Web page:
When I met Sue Palmer Stone at the PhotoNola portfolio reviews last December, the first thing she said to me was “This is the review of the festival, and I don’t know if it’s a good fit for you.” She was right about one thing – it was my last review – but her series Embodiment turned to be the most gripping, thoughtful, resolved work I had the opportunity to see.
Embodiment: Salvaging A Self is Stone’s ongoing response to being diagnosed with a mysterious autoimmune condition that threatens her mobility. Rather than making literal, documentary photographs of her experience, she pairs self-portraits with sculptural objects – both found and fabricated in her studio – as metaphors for her feeling of disorientation from her body. Pins, glue, tape, and other materials hold her sculptures together while muted self-portraits depict her 5'10" subtly slouching frame. These simple pairings capture the emotional weight of trying to hold herself up.
I spoke with Stone to learn more about her process, ideas, and how she’s doing.
Jon Feinstein in conversation with Sue Palmer Stone
Jon Feinstein: While the meaning behind the title “Embodiment” is immediately easy to understand, I’m interested in your use of the subtitle "salvaging a self."
Sue Palmer Stone: At one level, I salvage discarded items from sites I visit, sometimes just by photographing them, and sometimes by actually collecting them for later artistic use. Salvaging a self has to do with rescuing and reclaiming myself—physically and mentally—in the midst of a very tumultuous and painful time period after being diagnosed with a potentially debilitating condition that could leave me paralyzed. In a broader sense, it’s about middle age and the search for a new kind of "utility" after life has had its way with us.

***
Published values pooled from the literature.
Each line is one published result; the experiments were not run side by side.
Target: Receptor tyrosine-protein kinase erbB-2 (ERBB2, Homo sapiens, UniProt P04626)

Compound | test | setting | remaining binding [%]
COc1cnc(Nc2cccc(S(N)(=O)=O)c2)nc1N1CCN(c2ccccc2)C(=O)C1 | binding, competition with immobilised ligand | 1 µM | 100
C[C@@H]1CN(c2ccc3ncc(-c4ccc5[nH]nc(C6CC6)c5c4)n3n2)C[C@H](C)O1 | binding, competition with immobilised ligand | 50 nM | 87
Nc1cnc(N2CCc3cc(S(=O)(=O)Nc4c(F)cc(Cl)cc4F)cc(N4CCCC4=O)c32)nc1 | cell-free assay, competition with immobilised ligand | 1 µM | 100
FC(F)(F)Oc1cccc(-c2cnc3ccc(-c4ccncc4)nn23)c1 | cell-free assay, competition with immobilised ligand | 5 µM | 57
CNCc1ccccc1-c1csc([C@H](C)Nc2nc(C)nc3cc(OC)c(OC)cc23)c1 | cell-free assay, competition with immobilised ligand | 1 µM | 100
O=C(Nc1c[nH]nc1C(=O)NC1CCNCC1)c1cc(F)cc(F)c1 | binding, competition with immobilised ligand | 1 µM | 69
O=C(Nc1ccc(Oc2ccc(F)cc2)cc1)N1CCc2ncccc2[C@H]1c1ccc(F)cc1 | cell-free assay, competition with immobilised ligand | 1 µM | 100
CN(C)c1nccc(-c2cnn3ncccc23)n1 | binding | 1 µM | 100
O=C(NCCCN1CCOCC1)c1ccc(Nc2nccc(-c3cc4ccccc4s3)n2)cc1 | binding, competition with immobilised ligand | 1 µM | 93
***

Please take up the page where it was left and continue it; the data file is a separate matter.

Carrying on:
Feinstein: You often photograph in gritty urban spaces, but the images are clean, structured, with a heightened sense of control. Given that the work is about your struggle with a perplexing and frightening autoimmune condition, I read this as being a lot about grabbing control, creating structure, order and power amidst a feeling of powerlessness. Would you agree?
Stone: You nailed it. These kinds of environments (backside of a strip mall, alleyways, construction sites, abandoned lots) have always pulled me in photographically. I think it has to do with their honesty, as opposed to the ultra-curated and manicured spaces we encounter more often, both residential and commercial. But, yes, ironically, while grappling and tussling with the physical materials, and scary concepts, I find solace here. I experience a kind of serenity in discovering, composing, and even posing for the self-portraits, and, for sure, in creating order and peace amidst grime, decay and uncertainty.
Feinstein: Tell me about your selection of materials, found structures etc. How specifically tied are the materials/ implied meanings to your struggle with the autoimmune condition?
Stone: Found, made, or a little of both, subjects are usually tall and narrow, like me in stature, and all show signs of wear and tear that’s real or created. They reflect my body and the deterioration I fear, and the decline inherent in aging.
Feinstein: What's your process look like?
Stone: Driving and walking around, I look for objects to photograph or to collect and take to different sites or back to my studio. So I end up with the found structures in place, and some that I work with sculpturally in the studio. Occasionally, I’ll “tweak” an object, adding a touch of color, or moving/removing something within the scene. Studio sculptures are made with scraps I find out and about. (It’s not beneath me to scavenge from the floor of Home Depot or to dumpster dive.) Similarly, most of the stuff I’m interacting with in the self-portraits is scavenged.